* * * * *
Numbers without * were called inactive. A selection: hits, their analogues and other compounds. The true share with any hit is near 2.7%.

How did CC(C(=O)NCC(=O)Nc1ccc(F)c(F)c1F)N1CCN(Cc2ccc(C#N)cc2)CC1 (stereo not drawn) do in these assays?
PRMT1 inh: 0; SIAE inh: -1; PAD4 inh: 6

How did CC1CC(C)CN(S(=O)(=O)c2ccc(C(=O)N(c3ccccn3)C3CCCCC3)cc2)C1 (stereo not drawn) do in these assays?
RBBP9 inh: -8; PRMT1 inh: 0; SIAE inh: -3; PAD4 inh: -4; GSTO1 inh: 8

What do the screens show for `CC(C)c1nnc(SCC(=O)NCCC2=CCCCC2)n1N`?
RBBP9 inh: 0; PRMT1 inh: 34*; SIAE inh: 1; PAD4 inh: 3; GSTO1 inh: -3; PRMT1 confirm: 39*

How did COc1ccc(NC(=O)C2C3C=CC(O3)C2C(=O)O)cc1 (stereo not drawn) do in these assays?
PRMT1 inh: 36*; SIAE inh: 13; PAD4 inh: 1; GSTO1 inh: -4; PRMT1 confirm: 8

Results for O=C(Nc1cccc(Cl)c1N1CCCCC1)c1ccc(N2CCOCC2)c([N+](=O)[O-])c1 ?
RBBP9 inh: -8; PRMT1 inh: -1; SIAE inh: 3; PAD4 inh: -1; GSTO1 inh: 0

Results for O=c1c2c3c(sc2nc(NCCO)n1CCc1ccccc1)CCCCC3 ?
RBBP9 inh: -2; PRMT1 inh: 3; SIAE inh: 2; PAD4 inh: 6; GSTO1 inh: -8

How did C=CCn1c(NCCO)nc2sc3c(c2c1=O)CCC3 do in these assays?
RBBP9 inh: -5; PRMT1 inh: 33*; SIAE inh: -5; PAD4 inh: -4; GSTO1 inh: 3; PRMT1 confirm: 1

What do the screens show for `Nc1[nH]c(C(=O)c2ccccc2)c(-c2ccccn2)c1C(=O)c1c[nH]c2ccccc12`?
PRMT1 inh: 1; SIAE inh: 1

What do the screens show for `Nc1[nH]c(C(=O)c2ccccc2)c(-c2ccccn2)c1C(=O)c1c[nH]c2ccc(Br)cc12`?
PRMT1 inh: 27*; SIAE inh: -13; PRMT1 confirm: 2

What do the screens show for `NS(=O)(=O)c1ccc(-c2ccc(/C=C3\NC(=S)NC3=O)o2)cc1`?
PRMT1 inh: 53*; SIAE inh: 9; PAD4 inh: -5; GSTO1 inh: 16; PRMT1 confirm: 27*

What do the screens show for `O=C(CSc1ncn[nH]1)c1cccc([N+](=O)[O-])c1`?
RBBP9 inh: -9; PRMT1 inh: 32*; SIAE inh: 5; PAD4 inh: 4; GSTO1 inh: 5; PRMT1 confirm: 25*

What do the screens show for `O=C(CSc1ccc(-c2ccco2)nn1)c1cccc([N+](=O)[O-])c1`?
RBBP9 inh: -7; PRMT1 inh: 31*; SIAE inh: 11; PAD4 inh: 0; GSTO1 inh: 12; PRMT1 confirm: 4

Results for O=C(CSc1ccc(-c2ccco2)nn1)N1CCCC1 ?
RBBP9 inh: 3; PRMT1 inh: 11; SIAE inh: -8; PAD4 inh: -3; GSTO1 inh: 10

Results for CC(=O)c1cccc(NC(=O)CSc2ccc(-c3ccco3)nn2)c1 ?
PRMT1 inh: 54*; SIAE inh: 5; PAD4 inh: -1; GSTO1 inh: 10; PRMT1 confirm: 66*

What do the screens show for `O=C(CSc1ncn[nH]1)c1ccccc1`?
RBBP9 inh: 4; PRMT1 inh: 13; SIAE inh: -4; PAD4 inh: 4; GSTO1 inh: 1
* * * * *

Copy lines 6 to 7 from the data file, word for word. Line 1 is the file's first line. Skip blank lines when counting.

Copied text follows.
What do the screens show for `CC(C)c1nnc(SCC(=O)NCCC2=CCCCC2)n1N`?
RBBP9 inh: 0; PRMT1 inh: 34*; SIAE inh: 1; PAD4 inh: 3; GSTO1 inh: -3; PRMT1 confirm: 39*